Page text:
However, when we read further, the “what is accomplished in the Sacrament” appears to refer only to the conversion of the bread and wine into the body and blood of the Lord. This seems to be the more likely meaning because, after saying, “but as the preceding words signify and declare what takes place in the Eucharist,” the Catechism says “…that is, the conversion of the bread into the true body of our Lord.” Hence, the Catechism appears to teach that the words which describe transubstantiation are the necessary words, and this would seem to rule out the necessity of the long form for the consecration of the wine.
When describing the form for the consecration of the wine, however, the Catechism says that the “form” is: “This is the chalice of my blood, of the new and eternal testament, the mystery of faith, which shall be shed for you and for many, to the remission of sins.” Just as the Catechism refers to “this is my body” as the “form” for the consecration of the bread, it refers to “this is the chalice…remission of sins” as the “form” for the consecration of the wine. After explaining the meaning of the words after “blood,” it refers collectively to these words as “this form.” It makes no distinction between “this is the chalice of my blood” and the words that follow. This analysis initially suggests that the long form is required.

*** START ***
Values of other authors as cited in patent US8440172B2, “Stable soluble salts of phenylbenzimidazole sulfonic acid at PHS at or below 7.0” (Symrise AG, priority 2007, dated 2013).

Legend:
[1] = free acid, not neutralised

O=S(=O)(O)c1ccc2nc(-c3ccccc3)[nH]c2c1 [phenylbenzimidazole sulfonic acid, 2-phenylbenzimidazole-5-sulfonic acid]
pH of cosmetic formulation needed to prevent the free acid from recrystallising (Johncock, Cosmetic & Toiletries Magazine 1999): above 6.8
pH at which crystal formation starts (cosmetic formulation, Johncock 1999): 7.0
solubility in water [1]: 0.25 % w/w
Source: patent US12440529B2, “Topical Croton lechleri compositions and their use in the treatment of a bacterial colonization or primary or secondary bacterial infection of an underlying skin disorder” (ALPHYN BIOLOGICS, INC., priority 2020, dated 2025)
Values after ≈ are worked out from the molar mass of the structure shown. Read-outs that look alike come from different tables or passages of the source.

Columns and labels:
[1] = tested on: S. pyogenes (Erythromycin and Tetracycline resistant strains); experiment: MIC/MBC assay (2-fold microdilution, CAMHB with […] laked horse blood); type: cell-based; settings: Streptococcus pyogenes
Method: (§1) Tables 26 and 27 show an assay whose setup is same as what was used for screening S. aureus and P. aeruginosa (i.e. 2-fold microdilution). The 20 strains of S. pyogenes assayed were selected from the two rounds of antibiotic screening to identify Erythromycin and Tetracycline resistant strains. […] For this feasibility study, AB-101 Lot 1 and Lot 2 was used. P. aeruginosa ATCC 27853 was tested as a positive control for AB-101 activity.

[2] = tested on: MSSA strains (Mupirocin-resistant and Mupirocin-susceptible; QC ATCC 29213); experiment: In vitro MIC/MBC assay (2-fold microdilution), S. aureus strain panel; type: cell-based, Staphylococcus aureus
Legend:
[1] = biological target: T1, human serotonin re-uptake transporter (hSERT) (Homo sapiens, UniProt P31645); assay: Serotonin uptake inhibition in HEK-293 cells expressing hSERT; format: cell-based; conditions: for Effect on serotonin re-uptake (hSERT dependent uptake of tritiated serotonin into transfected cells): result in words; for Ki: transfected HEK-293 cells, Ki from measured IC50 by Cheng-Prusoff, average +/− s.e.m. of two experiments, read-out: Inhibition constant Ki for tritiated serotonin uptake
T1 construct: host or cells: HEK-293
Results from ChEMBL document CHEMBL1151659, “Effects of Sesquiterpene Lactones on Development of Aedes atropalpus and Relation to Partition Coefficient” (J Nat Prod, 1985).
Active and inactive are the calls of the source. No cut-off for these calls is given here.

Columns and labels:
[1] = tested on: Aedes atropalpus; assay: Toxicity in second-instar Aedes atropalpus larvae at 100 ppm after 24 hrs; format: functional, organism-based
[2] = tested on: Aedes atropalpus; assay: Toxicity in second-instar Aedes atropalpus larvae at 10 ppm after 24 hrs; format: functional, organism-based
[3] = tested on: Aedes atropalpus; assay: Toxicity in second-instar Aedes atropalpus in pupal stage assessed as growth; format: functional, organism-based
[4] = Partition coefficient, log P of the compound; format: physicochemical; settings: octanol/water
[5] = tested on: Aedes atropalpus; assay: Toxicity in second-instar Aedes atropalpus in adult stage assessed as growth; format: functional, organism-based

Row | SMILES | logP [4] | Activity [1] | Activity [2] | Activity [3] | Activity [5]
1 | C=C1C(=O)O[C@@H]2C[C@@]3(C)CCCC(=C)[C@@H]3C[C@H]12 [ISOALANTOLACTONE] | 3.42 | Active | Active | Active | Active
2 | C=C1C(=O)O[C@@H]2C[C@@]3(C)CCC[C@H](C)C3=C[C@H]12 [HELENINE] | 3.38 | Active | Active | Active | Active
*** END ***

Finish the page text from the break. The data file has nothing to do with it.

Yet, after the Catechism refers to “this form” for the consecration of the wine, it says, “if we here also attend to what has been already said about the form used in the consecration of the bread. The form to be used (in the consecration) of this element, evidently consists of those words which signify that the substance of the wine is changed into the blood of our Lord.” In other words, “what has been already said about” the consecration of the wine is that the necessary form “is that which signifies what is accomplished in the Sacrament…that is, the conversion of the bread into the true body of our Lord.”
It seems that the Catechism is drawing a parallel between the two consecrations and saying that only the words which signify transubstantiation constitute the essential words. If so, we can conclude that the long form is not necessary to confect the sacrament because the extra words do not signify the actual change of the wine into Christ’s blood; they only provide additional information about the miracle that has already occurred. The Catechism goes on to say, “Since, therefore, the words already cited clearly declare this, it is plain that no other words constitute the form.”